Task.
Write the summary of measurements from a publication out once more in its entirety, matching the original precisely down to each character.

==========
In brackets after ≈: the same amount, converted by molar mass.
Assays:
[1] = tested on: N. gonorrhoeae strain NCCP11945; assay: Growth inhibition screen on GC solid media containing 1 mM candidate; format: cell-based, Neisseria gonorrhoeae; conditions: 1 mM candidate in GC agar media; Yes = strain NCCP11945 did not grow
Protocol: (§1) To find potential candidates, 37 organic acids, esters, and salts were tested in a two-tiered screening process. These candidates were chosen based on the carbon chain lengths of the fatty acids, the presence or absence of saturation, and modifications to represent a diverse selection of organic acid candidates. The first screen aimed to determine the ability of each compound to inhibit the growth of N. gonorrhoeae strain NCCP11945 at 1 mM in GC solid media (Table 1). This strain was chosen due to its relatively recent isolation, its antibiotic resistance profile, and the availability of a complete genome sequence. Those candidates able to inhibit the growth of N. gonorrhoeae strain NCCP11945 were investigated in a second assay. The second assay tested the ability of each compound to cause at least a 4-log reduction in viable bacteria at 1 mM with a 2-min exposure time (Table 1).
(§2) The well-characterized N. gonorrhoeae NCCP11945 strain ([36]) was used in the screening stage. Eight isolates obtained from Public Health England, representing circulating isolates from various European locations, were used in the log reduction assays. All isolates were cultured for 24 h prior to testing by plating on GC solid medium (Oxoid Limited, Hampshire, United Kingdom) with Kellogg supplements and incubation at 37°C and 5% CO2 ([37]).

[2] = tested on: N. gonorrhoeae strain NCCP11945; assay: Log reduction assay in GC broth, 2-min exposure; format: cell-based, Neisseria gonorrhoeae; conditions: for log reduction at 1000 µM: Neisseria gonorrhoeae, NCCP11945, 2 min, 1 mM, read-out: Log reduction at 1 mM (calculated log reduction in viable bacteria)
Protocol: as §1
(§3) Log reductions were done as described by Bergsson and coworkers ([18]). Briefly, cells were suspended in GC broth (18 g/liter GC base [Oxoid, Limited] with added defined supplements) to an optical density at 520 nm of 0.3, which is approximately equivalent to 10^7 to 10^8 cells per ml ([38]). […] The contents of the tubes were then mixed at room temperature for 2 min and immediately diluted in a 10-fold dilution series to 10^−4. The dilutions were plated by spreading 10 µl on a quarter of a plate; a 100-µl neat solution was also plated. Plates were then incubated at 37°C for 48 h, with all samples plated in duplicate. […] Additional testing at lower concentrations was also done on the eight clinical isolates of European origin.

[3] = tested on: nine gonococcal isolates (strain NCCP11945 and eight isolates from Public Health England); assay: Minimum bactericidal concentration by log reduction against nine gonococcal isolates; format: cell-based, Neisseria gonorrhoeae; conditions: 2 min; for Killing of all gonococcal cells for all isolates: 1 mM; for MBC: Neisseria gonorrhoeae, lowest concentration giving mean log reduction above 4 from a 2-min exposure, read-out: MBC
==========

In brackets after ≈: the same amount, converted by molar mass.
Assays:
[1] = tested on: N. gonorrhoeae strain NCCP11945; assay: Growth inhibition screen on GC solid media containing 1 mM candidate; format: cell-based, Neisseria gonorrhoeae; conditions: 1 mM candidate in GC agar media; Yes = strain NCCP11945 did not grow
Protocol: (§1) To find potential candidates, 37 organic acids, esters, and salts were tested in a two-tiered screening process. These candidates were chosen based on the carbon chain lengths of the fatty acids, the presence or absence of saturation, and modifications to represent a diverse selection of organic acid candidates. The first screen aimed to determine the ability of each compound to inhibit the growth of N. gonorrhoeae strain NCCP11945 at 1 mM in GC solid media (Table 1). This strain was chosen due to its relatively recent isolation, its antibiotic resistance profile, and the availability of a complete genome sequence. Those candidates able to inhibit the growth of N. gonorrhoeae strain NCCP11945 were investigated in a second assay. The second assay tested the ability of each compound to cause at least a 4-log reduction in viable bacteria at 1 mM with a 2-min exposure time (Table 1).
(§2) The well-characterized N. gonorrhoeae NCCP11945 strain ([36]) was used in the screening stage. Eight isolates obtained from Public Health England, representing circulating isolates from various European locations, were used in the log reduction assays. All isolates were cultured for 24 h prior to testing by plating on GC solid medium (Oxoid Limited, Hampshire, United Kingdom) with Kellogg supplements and incubation at 37°C and 5% CO2 ([37]).

[2] = tested on: N. gonorrhoeae strain NCCP11945; assay: Log reduction assay in GC broth, 2-min exposure; format: cell-based, Neisseria gonorrhoeae; conditions: for log reduction at 1000 µM: Neisseria gonorrhoeae, NCCP11945, 2 min, 1 mM, read-out: Log reduction at 1 mM (calculated log reduction in viable bacteria)
Protocol: as §1
(§3) Log reductions were done as described by Bergsson and coworkers ([18]). Briefly, cells were suspended in GC broth (18 g/liter GC base [Oxoid, Limited] with added defined supplements) to an optical density at 520 nm of 0.3, which is approximately equivalent to 10^7 to 10^8 cells per ml ([38]). […] The contents of the tubes were then mixed at room temperature for 2 min and immediately diluted in a 10-fold dilution series to 10^−4. The dilutions were plated by spreading 10 µl on a quarter of a plate; a 100-µl neat solution was also plated. Plates were then incubated at 37°C for 48 h, with all samples plated in duplicate. […] Additional testing at lower concentrations was also done on the eight clinical isolates of European origin.

[3] = tested on: nine gonococcal isolates (strain NCCP11945 and eight isolates from Public Health England); assay: Minimum bactericidal concentration by log reduction against nine gonococcal isolates; format: cell-based, Neisseria gonorrhoeae; conditions: 2 min; for Killing of all gonococcal cells for all isolates: 1 mM; for MBC: Neisseria gonorrhoeae, lowest concentration giving mean log reduction above 4 from a 2-min exposure, read-out: MBC